He (Chief Ankedoucharo) consented to go towards the sea as far as Baltimore and Philadelphia. He said the chief found nothing but kindness and good will wherever he went, but on his return to Washington he became ill. Everything we could do to help him was done but it pleased the Great Spirit to take him from among us. We buried him among our own deceased friends and relations. We shed many tears over his grave. (Delegates in Buckskins)

The President’s explanation did not impress the Sahnish. For the next twenty years they were hostile to white people. The inexplicable death of their chief was the major reason for their so-called belligerence.

The most notable of these hostilities was in the 1823 battle where the Sahnish took revenge for the death of their chief on General Ashley and his men who were coming up the river from St. Louis. The Sahnish killed several men, took some of their goods, and set their boats adrift in the river. The attack angered the white military forces and they set out with soldiers, artillery, cannons, and 800 to 900 Sioux for Leavenworth to “teach the Arikara (Sahnish) a lesson.” (Leavenworth Journal)

The Sahnish had fortified their villages well. The Sioux were first into the battle, and when they met the Sahnish, they both lost lives. The Sioux, fearing Leavenworth was losing the battle met with the Sahnish. It was presumed they wanted to join the Sahnish. They then left the battle taking with them corn and other crops of the Sahnish leaving Leavenworth’s forces to their own tactics. The Sahnish were surrounded by the United States military who lobbed cannonballs and other artillery into the village of men, women, and children. The Sahnish, realizing they were outnumbered and at risk, began negotiating for surrender. Before the battle could be settled, every man, woman, child, horse, and dog disappeared during the night.

This time in history was a turning point in the relations between the Arikara and whites. Prior to this battle, traders and travelers had described the disposition of the Arikara towards the whites as “friendly.” After this war, there were reports of hostilities and murders on both sides. The result of the battle infuriated the traders who further antagonized the Arikara, worsening the already deteriorating relationship between the Arikara and the whites.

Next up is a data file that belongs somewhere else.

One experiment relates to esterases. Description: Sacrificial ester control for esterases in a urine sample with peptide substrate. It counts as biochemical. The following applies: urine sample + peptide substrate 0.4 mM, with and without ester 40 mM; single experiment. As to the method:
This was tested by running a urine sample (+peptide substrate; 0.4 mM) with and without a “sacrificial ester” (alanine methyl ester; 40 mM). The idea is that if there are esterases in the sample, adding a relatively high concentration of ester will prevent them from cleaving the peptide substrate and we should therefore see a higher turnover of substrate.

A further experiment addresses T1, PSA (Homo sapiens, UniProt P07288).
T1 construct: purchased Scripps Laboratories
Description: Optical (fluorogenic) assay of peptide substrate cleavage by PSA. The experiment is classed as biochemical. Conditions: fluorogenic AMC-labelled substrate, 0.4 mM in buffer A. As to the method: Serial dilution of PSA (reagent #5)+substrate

On June 10, 1833, George Catlin passed the Arikara villages at the Grand River but did not come ashore because he considered them hostile. He sketched their villages from the deck of the steamer Yellowstone. That same year, the Sahnish left the banks of the Missouri River after two successive crop failures and conflicts with the Mandan. They rejoined the Pawnees in Nebraska on the Loop River, where they stayed for three winters. Because this location made them susceptible to attack by the whites and the Sioux, after only a few years, the Arikara moved back to the Missouri River area.

Upon their arrival back to the Missouri River area, they were stricken with smallpox. In June 1836 and into 1837 the Arikara people were decimated by the third epidemic of smallpox at their village below the Knife River near Fort Clark.

In 1856, the fourth smallpox outbreak occurred in the Star Village at Beaver Creek. The smallpox outbreak and the constant raids by the Sioux forced the move in August of 1862 of some Arikara to Like-A-Fishhook Village, while some remained at Star Village at Beaver Creek.

Their bout with smallpox was the final blow that left the Arikara people weak. They lost almost half of their population. Later, fire destroyed the old Mandan lodges, and they built a new village on the site of the old Mandan villages and remained there until the abandonment and destruction of Fort Clark in 1861. In 1862, the Arikara moved up to join the Mandan and Hidatsa at Like-A-Fishhook Village.